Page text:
We also attach the hard drive in a similar way, with elastic bands between four screwed angle irons. This means that the dishes hang freely in the air and do not spread any unnecessary clatter to the rest of the furniture.
The fans on the front of the box are mounted in the same way as the one on the back, with the difference that we also install a couple of filters in front of the fans so that they don’t blow the computer full of dust.
Stretchable. We attach the rear fan with elastic bands so that it can hang freely and does not create unnecessary vibrations.
Hanging freely. The hard drive is also attached with elastic bands and thus avoids creating noise through vibrations against the edges of the box.
To be able to start the can when everything is ready, we have invested in a nice button from Clas Ohlson, which we solder together with the power cable from our already half-disassembled chassis.
We also want to minimize the air resistance inside the box and are therefore relatively careful to let all the cables run along the walls of the cube and not hang freely in the middle. With great care and a little fixing, we eventually manage to get everything in place.
Mounted. This is what our computer case looks like with all components installed.
Neat. Graphics card and motherboard at the bottom. Above is the DVD player.
TIME TO TEST DRIVE AND CHECK THE TEMPERATURE
Done. The cabinet computer is in place on the shelf and doing well.
All done and it’s time to place the box in its furniture and plug in all the cables. With great excitement, we then press the start button, whereupon the computer actually starts exactly as it should.
After a few hours of playing and testing, we happily do not manage to raise the temperatures to levels exceeding the components had in their previous chassis (Antec Sonata III).
Nor is the noise level particularly high, and no noise or vibrations are heard from either the fans or the hard drive. We note that we succeeded quite well with the cooling, and of course the box turned out delicious!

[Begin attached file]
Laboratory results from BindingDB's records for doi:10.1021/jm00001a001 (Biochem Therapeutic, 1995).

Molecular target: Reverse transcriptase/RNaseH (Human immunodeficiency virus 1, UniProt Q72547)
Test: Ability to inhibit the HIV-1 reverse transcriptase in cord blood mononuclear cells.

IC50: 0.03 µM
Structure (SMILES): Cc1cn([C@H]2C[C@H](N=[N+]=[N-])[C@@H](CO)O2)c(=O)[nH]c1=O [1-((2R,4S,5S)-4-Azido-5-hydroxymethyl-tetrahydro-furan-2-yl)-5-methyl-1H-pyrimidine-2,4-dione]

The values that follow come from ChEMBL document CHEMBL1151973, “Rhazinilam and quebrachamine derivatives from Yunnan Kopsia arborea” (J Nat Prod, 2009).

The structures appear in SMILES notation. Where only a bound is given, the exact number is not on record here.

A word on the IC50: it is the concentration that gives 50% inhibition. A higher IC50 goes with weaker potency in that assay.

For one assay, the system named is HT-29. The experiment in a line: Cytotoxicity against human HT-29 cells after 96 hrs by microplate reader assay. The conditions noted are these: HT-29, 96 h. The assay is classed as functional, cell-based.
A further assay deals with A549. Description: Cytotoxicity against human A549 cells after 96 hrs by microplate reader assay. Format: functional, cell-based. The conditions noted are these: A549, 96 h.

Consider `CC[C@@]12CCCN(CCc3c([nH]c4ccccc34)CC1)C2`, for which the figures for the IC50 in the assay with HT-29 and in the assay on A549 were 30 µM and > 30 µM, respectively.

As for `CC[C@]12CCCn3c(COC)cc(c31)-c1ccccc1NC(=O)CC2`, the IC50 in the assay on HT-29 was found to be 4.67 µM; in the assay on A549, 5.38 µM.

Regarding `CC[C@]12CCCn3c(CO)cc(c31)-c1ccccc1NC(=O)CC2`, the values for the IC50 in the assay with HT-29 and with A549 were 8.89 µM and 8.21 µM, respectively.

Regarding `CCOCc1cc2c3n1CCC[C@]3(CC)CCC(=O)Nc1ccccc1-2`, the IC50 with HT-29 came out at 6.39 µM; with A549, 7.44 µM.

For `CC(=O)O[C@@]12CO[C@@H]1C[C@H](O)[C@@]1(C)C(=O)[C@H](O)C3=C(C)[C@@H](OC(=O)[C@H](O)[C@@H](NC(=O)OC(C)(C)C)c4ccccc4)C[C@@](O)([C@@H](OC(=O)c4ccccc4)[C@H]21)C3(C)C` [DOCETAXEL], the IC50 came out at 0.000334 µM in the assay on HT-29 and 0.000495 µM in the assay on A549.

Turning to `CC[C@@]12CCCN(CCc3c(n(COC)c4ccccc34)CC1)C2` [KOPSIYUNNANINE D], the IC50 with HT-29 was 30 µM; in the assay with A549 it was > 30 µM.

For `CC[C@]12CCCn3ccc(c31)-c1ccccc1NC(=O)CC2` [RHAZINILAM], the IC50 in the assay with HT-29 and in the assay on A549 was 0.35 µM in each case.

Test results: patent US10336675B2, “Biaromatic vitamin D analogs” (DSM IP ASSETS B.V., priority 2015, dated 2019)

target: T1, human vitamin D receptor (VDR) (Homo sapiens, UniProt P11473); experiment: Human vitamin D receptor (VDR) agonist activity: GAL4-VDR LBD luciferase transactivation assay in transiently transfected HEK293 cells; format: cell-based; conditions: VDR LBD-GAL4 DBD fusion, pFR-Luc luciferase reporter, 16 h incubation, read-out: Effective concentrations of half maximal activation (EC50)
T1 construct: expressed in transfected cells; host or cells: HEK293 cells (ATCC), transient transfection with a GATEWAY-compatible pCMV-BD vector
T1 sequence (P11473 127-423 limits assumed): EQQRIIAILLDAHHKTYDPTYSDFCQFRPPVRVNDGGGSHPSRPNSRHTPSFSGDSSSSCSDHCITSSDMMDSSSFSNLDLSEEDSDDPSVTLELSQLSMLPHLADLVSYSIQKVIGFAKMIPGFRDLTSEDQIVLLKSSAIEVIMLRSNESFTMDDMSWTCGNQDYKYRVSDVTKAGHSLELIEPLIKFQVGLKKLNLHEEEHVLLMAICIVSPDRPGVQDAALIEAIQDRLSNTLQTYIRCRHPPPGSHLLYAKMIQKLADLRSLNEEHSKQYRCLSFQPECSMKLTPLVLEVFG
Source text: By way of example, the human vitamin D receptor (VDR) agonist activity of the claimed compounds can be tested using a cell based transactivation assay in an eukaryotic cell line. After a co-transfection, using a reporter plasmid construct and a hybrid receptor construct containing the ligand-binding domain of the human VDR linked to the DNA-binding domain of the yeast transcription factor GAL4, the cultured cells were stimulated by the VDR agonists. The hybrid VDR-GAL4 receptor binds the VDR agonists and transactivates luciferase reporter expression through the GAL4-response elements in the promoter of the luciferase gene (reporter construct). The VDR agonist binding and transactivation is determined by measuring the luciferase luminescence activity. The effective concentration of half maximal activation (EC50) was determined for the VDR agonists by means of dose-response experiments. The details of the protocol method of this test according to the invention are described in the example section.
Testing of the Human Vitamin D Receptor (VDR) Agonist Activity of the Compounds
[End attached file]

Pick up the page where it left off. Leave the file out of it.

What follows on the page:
Compact. With the computer on the shelf, we free up space under the desk.
The temperature measurements were partly carried out using the computer’s bios (press on Delete, F2 or F10 during start-up depending on the motherboard), partly with the programs Speedfan (free, www.almico.com/speedfan.php) and Lavaly’s Everest Extreme Edition (paid program, also available in trial version, www.lavalys.com).
Practically. You can fold down the cover to access the inside of the computer.
TERMINATION AND FURTHER DEVELOPMENT
This guide is meant to inspire. You can of course follow your own creative whims and needs for the best possible placement of the computer.
During the work with our computer, new ideas for possible places to build the components were constantly emerging, everything from dresser and desk drawers to wall-mounted shelves, waste bins, wooden document holders, worn-out large screens and of course the old PC for All classic, in a deep board (see PC for All 10/09, or read on here).
There are really no restrictions when it comes to the placement of your computer and its components. However, we want to raise a finger of warning for insufficient cooling. A piece of furniture made of wood is significantly more flammable than an aluminum or sheet metal chassis, which is also designed with the well-being of the components as the sole purpose. Always keep that in mind when building your own.